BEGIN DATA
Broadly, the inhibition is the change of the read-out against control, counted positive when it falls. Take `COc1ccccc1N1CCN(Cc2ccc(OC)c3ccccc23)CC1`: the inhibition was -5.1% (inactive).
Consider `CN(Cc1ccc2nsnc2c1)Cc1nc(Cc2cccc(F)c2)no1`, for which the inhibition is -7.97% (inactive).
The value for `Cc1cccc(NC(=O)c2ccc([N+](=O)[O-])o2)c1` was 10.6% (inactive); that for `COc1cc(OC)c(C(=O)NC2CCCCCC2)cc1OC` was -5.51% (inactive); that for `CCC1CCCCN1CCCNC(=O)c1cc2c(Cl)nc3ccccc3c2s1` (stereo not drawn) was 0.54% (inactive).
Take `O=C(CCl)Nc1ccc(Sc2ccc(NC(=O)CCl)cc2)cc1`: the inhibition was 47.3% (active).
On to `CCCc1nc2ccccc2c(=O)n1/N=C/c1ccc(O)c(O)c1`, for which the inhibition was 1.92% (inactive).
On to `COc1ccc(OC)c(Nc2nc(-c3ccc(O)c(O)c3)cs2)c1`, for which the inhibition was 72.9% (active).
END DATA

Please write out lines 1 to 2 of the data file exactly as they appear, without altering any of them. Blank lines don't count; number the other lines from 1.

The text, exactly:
Broadly, the inhibition is the change of the read-out against control, counted positive when it falls. Take `COc1ccccc1N1CCN(Cc2ccc(OC)c3ccccc23)CC1`: the inhibition was -5.1% (inactive).
Consider `CN(Cc1ccc2nsnc2c1)Cc1nc(Cc2cccc(F)c2)no1`, for which the inhibition is -7.97% (inactive).